“I asked Ray Mabus, the Secretary of the Navy, who is also a former governor of Mississippi and a son of the Gulf Coast, to develop a long-term Gulf Coast Restoration Plan as soon as possible. The plan will be designed by states, local communities, tribes, fishermen, businesses, conservationists and other Gulf residents.”
– President Obama, June 15, 2010
Here, we’ve got this gusher oil leak of historic proportions spewing goo all over the Gulf of Mexico, and in the end, the president of these United States turns to a guy from Mississippi to put things back together.
I would have liked to have been a fly on the wall when our Republican governor got the news.
As former Mississippi Democratic governors go – and there haven’t been any lately – Ray Mabus surely is the least liked by Republicans. While various political pundits will say Mabus is washed up and will never return to the state political scene, it’s rarely advisable to make concrete political prognostications.
Things change. Political conditions change.
Frankly, think back to the history of the Great Mississippi Flood of 1927. A little known U.S. secretary of commerce, Herbert Hoover, became the hero of the country as flood-relief czar and was elected president next go-round.
Of course, the reverse also is possible. Take President Bush II’s FEMA secretary, Michael Brown, and the Hurricane Katrina aftermath.
Brown was such a dismal failure that he got the boot before he made his boss look any worse than he already did. Few people expect Brown to make a political comeback, although he’s tried to establish himself as an expert on disaster recovery. Maybe hard-knocks can qualify us all for expert status of some kind, if Brownie succeeds.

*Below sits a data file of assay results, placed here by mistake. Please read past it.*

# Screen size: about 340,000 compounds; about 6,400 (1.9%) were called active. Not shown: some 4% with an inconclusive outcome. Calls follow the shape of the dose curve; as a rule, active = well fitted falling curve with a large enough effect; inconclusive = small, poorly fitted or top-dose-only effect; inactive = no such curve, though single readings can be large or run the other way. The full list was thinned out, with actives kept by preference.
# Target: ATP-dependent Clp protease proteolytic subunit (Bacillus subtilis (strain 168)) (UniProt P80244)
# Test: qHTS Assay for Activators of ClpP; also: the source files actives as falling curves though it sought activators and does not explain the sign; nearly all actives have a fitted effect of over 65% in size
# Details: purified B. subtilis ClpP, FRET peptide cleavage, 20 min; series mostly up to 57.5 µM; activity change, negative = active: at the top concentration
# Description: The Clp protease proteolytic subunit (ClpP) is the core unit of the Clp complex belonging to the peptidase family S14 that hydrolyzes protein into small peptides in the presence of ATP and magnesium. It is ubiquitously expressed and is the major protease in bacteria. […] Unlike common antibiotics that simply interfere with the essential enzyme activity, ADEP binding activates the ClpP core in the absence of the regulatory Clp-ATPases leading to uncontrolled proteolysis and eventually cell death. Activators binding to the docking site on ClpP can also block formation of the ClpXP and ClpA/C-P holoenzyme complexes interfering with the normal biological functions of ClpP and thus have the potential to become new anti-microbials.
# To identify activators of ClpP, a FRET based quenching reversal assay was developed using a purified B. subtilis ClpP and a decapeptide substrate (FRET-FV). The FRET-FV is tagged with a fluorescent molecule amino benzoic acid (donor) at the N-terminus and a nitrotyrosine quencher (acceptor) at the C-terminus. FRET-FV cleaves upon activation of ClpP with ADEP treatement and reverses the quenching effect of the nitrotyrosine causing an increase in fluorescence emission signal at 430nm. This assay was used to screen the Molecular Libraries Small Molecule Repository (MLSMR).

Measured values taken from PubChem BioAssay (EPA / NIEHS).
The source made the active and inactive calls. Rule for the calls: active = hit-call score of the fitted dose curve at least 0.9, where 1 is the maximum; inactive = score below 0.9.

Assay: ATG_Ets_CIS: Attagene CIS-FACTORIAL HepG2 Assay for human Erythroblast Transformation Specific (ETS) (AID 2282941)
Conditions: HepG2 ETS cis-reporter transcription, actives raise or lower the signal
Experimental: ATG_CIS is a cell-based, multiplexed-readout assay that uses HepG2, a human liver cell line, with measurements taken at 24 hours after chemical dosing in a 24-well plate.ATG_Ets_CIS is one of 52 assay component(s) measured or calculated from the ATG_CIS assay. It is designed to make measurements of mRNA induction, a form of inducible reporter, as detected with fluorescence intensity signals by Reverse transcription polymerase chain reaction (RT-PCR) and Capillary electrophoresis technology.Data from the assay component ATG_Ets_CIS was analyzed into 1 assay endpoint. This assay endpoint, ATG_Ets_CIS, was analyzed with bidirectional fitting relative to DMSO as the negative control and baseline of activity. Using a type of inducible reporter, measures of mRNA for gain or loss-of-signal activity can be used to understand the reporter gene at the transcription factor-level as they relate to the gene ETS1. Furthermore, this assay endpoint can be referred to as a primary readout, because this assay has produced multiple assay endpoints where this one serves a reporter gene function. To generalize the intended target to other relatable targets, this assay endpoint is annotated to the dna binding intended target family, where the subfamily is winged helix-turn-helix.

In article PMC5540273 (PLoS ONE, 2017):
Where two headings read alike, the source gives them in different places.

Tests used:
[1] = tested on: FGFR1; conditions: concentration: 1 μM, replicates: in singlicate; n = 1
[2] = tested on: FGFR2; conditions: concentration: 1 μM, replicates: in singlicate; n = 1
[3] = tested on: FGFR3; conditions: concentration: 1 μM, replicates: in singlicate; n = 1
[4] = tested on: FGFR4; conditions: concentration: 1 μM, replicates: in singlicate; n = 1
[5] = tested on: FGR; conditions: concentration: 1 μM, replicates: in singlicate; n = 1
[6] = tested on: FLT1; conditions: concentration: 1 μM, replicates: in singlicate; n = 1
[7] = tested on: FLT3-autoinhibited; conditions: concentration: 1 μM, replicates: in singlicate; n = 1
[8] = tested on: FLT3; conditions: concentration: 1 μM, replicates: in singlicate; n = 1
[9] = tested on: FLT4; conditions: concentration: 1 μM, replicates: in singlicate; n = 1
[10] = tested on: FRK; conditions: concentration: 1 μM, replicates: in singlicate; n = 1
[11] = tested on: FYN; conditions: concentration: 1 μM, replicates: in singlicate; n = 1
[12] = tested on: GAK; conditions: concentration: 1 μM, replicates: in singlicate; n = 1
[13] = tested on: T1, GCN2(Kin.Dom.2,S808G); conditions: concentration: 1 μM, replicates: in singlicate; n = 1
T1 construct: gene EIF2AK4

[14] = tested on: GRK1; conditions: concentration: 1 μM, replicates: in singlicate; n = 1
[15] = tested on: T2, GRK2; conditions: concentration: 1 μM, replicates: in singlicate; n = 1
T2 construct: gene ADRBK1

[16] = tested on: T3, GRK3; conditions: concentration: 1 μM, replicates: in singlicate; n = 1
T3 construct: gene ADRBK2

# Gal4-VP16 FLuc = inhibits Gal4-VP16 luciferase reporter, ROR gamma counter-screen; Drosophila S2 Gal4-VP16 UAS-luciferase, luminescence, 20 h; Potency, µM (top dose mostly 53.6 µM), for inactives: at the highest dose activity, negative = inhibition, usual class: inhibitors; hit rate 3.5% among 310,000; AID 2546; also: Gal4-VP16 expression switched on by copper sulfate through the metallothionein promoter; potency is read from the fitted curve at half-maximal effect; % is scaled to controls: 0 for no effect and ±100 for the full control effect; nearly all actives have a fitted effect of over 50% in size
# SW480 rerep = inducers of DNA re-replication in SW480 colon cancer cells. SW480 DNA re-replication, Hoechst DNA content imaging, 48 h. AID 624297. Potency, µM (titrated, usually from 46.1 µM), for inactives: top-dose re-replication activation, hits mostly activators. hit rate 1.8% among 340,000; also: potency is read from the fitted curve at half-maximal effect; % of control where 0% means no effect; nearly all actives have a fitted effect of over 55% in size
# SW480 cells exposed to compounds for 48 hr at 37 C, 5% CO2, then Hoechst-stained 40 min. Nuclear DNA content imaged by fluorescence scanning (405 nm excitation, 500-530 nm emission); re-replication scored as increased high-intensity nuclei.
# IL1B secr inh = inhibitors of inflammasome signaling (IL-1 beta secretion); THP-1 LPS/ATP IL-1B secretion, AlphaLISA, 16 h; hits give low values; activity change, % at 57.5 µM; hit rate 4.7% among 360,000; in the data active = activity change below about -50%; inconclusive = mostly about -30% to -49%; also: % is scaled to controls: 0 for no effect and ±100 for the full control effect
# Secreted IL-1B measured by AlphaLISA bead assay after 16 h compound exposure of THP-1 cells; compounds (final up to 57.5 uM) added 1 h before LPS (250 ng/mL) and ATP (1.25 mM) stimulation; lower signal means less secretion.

Mabus is actually a son of Choctaw County, not the Gulf Coast.
He started out as one of the William Winter administration’s Boys of Spring in 1980, was elected state auditor in 1983 and then governor in 1987. State Capitol observers will tell you Mabus’ ambition to be president clouded his effectiveness as governor and fueled a variety of politically bad decisions that brought about the “discovery” of Tallulah, La., businessman Kirk Fordice.
And the rest is history.
But Mabus may not be finished. What he accomplishes with the Gulf Coast recovery will be crucial for his future, as well as that of his boss.
If Mabus can be decisive, bold and capable of cutting through the red tape, which seems to be a vortex for the Obama Administration, he will prove himself to America. And he could make himself a hero all across the Gulf Coast.
It’s unlikely any Mississippi Republicans ever thought they’d have Ray Mabus to contend with again.
Folks, never say never.
Mabus has been given a key back into the political front door. Whether he can turn the lock is entirely up to him.
Contact Patsy R. Brumfield at (662) 678-1596 or firstname.lastname@example.org. Read Patsy’s blog, From the Front Row, on NEMS360.com or follow her on Twitter and Facebook.
Patsy R. Brumfield/NEMS Daily Journal